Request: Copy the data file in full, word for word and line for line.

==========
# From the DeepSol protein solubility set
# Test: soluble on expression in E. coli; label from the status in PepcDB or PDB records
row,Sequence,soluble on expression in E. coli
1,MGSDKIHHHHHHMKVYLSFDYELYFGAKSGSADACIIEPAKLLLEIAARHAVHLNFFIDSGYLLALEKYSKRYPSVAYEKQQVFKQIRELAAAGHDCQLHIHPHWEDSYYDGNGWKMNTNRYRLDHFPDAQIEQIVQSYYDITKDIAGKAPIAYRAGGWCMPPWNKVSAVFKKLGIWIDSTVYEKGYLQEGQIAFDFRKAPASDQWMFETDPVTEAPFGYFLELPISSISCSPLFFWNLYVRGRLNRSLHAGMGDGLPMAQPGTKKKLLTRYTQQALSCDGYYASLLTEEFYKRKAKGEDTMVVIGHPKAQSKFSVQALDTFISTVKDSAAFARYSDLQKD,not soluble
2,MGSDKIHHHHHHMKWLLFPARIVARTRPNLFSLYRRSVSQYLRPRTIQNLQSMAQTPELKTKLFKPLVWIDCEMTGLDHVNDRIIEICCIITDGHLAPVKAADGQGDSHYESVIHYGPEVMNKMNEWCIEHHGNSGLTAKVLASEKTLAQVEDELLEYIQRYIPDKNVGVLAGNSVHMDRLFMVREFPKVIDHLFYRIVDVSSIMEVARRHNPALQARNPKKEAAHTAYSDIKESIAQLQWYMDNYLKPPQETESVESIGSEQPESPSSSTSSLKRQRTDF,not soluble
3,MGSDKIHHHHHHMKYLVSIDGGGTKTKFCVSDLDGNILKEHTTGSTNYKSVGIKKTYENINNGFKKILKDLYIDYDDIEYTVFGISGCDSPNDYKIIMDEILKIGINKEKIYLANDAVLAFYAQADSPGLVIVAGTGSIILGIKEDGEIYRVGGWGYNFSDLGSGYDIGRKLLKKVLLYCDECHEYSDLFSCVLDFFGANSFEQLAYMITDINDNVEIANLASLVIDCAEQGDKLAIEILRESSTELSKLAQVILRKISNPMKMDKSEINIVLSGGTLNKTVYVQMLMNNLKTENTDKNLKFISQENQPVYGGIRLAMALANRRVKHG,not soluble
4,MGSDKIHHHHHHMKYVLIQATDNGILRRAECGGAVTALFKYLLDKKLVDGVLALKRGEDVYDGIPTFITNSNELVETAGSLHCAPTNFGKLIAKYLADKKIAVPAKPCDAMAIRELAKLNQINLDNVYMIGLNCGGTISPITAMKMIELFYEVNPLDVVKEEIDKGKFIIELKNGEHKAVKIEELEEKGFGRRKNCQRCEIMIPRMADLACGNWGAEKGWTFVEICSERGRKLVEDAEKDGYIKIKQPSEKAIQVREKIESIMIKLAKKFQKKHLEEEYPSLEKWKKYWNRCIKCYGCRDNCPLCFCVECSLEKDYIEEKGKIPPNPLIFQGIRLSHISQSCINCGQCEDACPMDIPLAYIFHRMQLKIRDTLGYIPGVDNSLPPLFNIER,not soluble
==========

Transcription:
# From the DeepSol protein solubility set
# Test: soluble on expression in E. coli; label from the status in PepcDB or PDB records
row,Sequence,soluble on expression in E. coli
1,MGSDKIHHHHHHMKVYLSFDYELYFGAKSGSADACIIEPAKLLLEIAARHAVHLNFFIDSGYLLALEKYSKRYPSVAYEKQQVFKQIRELAAAGHDCQLHIHPHWEDSYYDGNGWKMNTNRYRLDHFPDAQIEQIVQSYYDITKDIAGKAPIAYRAGGWCMPPWNKVSAVFKKLGIWIDSTVYEKGYLQEGQIAFDFRKAPASDQWMFETDPVTEAPFGYFLELPISSISCSPLFFWNLYVRGRLNRSLHAGMGDGLPMAQPGTKKKLLTRYTQQALSCDGYYASLLTEEFYKRKAKGEDTMVVIGHPKAQSKFSVQALDTFISTVKDSAAFARYSDLQKD,not soluble
2,MGSDKIHHHHHHMKWLLFPARIVARTRPNLFSLYRRSVSQYLRPRTIQNLQSMAQTPELKTKLFKPLVWIDCEMTGLDHVNDRIIEICCIITDGHLAPVKAADGQGDSHYESVIHYGPEVMNKMNEWCIEHHGNSGLTAKVLASEKTLAQVEDELLEYIQRYIPDKNVGVLAGNSVHMDRLFMVREFPKVIDHLFYRIVDVSSIMEVARRHNPALQARNPKKEAAHTAYSDIKESIAQLQWYMDNYLKPPQETESVESIGSEQPESPSSSTSSLKRQRTDF,not soluble
3,MGSDKIHHHHHHMKYLVSIDGGGTKTKFCVSDLDGNILKEHTTGSTNYKSVGIKKTYENINNGFKKILKDLYIDYDDIEYTVFGISGCDSPNDYKIIMDEILKIGINKEKIYLANDAVLAFYAQADSPGLVIVAGTGSIILGIKEDGEIYRVGGWGYNFSDLGSGYDIGRKLLKKVLLYCDECHEYSDLFSCVLDFFGANSFEQLAYMITDINDNVEIANLASLVIDCAEQGDKLAIEILRESSTELSKLAQVILRKISNPMKMDKSEINIVLSGGTLNKTVYVQMLMNNLKTENTDKNLKFISQENQPVYGGIRLAMALANRRVKHG,not soluble
4,MGSDKIHHHHHHMKYVLIQATDNGILRRAECGGAVTALFKYLLDKKLVDGVLALKRGEDVYDGIPTFITNSNELVETAGSLHCAPTNFGKLIAKYLADKKIAVPAKPCDAMAIRELAKLNQINLDNVYMIGLNCGGTISPITAMKMIELFYEVNPLDVVKEEIDKGKFIIELKNGEHKAVKIEELEEKGFGRRKNCQRCEIMIPRMADLACGNWGAEKGWTFVEICSERGRKLVEDAEKDGYIKIKQPSEKAIQVREKIESIMIKLAKKFQKKHLEEEYPSLEKWKKYWNRCIKCYGCRDNCPLCFCVECSLEKDYIEEKGKIPPNPLIFQGIRLSHISQSCINCGQCEDACPMDIPLAYIFHRMQLKIRDTLGYIPGVDNSLPPLFNIER,not soluble